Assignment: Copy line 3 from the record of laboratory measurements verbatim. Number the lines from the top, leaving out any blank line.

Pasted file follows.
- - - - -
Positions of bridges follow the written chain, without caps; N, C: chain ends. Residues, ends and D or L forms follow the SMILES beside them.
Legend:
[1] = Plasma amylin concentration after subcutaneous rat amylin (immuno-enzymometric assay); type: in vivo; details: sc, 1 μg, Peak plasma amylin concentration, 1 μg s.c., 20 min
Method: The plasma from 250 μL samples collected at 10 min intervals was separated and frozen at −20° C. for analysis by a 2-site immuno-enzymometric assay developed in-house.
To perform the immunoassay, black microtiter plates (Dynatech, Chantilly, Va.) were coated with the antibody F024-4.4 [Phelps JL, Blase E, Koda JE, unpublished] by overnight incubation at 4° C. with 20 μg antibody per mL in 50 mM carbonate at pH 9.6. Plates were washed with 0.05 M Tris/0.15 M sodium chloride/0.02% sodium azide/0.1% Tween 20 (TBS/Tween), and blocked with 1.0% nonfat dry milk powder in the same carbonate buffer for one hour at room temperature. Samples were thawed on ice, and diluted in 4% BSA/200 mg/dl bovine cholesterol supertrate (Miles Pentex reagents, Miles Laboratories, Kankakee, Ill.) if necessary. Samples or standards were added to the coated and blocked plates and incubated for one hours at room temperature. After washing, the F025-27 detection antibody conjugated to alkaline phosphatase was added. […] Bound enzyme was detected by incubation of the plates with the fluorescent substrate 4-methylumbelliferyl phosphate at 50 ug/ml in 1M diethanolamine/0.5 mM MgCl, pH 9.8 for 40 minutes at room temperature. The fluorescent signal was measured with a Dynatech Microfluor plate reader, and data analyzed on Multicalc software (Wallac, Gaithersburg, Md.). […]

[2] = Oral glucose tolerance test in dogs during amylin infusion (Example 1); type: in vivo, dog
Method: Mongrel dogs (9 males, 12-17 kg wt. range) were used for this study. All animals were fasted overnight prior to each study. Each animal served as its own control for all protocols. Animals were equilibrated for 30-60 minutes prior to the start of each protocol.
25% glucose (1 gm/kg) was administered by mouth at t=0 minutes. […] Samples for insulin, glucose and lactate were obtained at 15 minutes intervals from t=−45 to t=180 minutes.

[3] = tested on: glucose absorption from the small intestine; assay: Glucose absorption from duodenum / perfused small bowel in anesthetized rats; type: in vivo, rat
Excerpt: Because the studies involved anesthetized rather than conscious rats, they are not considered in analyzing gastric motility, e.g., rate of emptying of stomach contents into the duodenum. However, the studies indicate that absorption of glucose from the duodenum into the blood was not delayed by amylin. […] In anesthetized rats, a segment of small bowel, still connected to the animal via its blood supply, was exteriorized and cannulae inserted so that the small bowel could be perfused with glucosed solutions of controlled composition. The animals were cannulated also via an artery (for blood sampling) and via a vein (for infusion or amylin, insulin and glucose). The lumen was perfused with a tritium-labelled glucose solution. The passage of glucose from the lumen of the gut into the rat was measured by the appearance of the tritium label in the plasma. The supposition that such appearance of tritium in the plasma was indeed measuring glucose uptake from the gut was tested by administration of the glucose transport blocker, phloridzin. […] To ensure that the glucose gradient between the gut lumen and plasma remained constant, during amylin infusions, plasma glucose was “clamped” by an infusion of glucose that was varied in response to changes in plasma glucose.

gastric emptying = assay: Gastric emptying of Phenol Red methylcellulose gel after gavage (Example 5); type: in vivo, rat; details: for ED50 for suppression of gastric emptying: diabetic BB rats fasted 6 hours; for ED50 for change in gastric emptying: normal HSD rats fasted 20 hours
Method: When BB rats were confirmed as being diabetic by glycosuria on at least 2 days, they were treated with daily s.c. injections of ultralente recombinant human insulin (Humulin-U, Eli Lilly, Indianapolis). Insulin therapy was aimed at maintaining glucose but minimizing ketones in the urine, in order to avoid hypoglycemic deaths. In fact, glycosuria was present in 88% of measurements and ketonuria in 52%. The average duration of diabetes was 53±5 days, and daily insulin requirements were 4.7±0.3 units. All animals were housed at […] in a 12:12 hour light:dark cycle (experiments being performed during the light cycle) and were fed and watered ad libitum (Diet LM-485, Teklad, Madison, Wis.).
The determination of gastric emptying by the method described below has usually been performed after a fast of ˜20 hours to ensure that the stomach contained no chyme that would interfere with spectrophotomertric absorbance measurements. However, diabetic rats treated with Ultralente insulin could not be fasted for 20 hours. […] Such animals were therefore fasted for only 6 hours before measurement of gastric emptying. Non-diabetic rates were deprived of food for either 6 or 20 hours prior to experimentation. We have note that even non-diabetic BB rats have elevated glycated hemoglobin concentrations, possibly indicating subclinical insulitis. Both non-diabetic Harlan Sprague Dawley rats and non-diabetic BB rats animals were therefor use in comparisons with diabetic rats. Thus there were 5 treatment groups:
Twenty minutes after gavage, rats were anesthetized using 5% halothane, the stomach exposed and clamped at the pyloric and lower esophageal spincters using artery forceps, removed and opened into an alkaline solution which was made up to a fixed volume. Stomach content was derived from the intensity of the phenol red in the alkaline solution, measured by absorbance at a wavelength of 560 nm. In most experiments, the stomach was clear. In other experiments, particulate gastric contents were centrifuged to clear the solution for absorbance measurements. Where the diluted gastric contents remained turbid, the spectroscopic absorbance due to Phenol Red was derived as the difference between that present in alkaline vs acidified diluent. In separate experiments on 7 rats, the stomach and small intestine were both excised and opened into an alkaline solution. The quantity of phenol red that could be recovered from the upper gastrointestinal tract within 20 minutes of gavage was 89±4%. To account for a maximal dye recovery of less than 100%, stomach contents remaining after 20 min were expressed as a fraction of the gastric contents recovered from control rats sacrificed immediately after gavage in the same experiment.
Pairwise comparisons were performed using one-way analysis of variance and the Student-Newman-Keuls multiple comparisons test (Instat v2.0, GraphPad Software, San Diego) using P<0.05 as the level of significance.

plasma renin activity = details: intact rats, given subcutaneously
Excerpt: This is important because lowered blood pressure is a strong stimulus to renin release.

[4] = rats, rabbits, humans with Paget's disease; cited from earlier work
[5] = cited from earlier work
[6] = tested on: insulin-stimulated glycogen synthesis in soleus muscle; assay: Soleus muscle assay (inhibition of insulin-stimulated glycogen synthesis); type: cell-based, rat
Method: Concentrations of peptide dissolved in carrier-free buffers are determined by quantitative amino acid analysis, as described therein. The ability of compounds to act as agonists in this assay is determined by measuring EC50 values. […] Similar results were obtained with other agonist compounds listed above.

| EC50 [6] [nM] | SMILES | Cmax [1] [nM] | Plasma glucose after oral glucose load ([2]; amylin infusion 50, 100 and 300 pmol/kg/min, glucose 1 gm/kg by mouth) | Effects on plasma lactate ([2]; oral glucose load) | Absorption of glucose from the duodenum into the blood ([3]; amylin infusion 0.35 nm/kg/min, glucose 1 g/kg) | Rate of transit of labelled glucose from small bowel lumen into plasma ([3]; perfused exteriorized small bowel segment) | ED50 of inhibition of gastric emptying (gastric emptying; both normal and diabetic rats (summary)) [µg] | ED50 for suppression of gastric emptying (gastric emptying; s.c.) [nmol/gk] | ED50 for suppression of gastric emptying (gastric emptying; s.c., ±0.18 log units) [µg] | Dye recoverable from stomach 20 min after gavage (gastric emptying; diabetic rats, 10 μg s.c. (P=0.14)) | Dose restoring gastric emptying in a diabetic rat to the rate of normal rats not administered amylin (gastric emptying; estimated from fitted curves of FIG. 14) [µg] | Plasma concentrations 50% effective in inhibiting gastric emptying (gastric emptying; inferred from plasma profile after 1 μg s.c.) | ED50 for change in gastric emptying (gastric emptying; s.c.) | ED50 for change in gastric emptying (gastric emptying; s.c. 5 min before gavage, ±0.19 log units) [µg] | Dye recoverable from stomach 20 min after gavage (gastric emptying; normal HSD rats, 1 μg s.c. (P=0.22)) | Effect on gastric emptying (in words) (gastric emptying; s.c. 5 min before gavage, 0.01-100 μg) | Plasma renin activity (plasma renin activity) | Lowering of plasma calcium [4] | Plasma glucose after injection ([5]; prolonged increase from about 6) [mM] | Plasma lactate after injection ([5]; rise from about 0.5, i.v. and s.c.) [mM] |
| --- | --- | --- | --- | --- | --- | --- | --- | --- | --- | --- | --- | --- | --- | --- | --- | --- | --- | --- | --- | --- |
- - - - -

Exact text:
[1] = Plasma amylin concentration after subcutaneous rat amylin (immuno-enzymometric assay); type: in vivo; details: sc, 1 μg, Peak plasma amylin concentration, 1 μg s.c., 20 min